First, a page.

Federal funding for a beetle that doesn't need it: your taxpayer dollars at work (Introduction)
Author: Brandon Middleton
A key issue for policy makers in Washington D.C. these days is how to control and reduce federal spending. One noteworthy item was President Obama's recent order for federal agencies to conduct a "systematic review of existing regulations" and make "a concerted effort to banish red tape" in order to "promote economic growth and to repair [the administration's] fractured relations with the business community."
Perhaps there is no greater example of federal agency waste than the United States Fish and Wildlife Service's regulation of the valley elderberry longhorn beetle, aka the VELB. The Service designated the VELB as a threatened species under the Endangered Species Act in 1980, which in turn led to substantial private property restrictions in Sacramento as well as flood control districts in the Central Valley having to spend millions of dollars on environmental mitigation efforts instead of actual flood control projects.
But in 2006, biologists working at the Service recognized that the beetle had recovered and recommended that the agency take the VELB off the list of federally protected species. Five years later, however, the VELB remains unnecessarily listed as a threatened species, while federal and state officials throw money at the species as if it has not recovered. Americans and private property owners are forced to foot the bill, with nothing to show for it.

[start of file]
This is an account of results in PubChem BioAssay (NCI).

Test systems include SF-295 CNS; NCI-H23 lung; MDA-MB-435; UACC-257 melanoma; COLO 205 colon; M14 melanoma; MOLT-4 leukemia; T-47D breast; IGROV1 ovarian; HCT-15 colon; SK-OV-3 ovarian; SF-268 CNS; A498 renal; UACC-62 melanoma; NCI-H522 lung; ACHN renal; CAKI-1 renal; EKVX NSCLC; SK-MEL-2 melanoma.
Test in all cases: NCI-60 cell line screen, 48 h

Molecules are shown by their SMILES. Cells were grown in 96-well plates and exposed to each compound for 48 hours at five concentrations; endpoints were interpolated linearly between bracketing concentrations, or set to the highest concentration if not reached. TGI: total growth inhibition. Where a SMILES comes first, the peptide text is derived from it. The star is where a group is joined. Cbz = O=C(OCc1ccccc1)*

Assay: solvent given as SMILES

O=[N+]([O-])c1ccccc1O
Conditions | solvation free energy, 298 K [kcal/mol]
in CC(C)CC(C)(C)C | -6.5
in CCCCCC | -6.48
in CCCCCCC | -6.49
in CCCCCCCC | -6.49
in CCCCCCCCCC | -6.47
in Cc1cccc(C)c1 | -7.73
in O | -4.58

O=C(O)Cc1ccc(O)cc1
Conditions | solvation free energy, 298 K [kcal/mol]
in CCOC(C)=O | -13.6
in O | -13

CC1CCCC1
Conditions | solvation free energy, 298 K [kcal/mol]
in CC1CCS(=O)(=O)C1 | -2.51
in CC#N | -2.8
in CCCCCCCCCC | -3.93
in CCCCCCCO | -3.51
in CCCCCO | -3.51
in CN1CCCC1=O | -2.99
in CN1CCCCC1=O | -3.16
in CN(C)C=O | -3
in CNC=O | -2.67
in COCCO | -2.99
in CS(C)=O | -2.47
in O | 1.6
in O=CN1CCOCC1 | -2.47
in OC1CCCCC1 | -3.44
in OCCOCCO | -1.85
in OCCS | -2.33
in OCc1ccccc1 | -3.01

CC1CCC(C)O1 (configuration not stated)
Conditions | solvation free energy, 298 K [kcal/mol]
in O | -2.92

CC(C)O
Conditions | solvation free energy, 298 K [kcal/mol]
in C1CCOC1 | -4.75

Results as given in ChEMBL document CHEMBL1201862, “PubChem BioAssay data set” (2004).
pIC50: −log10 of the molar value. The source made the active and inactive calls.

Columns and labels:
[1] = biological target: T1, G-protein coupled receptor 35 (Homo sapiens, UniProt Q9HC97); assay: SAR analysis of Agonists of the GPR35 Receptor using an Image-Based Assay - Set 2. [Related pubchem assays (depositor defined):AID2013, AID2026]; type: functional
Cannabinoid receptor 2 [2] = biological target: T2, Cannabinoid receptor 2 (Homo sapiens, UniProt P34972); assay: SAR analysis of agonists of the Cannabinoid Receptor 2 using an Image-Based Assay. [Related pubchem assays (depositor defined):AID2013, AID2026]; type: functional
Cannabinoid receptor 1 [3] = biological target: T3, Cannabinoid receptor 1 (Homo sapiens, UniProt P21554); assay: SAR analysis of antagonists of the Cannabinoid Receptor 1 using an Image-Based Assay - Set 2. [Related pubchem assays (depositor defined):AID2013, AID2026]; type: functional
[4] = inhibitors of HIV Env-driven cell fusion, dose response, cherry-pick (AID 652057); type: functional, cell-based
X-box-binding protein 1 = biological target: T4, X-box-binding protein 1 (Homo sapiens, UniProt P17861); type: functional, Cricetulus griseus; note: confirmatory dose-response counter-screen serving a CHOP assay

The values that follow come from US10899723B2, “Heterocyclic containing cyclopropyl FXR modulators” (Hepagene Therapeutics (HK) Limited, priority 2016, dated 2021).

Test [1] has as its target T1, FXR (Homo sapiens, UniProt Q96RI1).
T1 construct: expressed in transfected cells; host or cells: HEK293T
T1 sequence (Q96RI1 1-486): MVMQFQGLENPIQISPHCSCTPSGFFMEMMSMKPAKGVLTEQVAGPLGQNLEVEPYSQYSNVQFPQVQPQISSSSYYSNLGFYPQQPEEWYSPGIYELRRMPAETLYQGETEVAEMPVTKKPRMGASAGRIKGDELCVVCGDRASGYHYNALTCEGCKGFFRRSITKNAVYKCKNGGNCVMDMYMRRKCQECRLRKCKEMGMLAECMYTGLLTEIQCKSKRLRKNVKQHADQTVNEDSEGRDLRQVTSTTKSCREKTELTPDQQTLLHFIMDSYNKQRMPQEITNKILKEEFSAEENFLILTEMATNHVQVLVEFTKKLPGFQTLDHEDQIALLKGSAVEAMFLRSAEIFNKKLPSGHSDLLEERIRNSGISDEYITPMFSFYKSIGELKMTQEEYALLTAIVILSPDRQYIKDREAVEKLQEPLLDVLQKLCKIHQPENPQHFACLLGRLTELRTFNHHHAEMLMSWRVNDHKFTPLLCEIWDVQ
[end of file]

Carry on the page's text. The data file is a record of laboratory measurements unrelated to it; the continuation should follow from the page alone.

This week I will be highlighting the real-world implications and consequences of the Service's protection of a beetle that no longer requires protection. PLF represents many individuals and entities who are tired of the Service's needless VELB regulations, and we have demanded that the Service delist the VELB on their behalf.
In the post immediately below this one, I discuss the situation faced by PLF client Bob Slobe and his North Sacramento Land Company. Bob owns a parcel of land in Sacramento that he has wanted to develop for years, yet he has not been able to do so because the land is designated as critical habitat for the VELB.
But while the Service restricts Slobe's private property rights, the agency and other regulators turn a blind eye towards vagrants and squatters who not only have destroyed protected elderberry bushes, but have turned what used to be a gem of a public park in Sacramento into a complete environmental mess. Check out the post below for more.
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Originally published by The Hill, January 8, 2019. If you want to understand the importance of grassroots volunteers in a democracy, spend some time working political campaigns and party activities … ›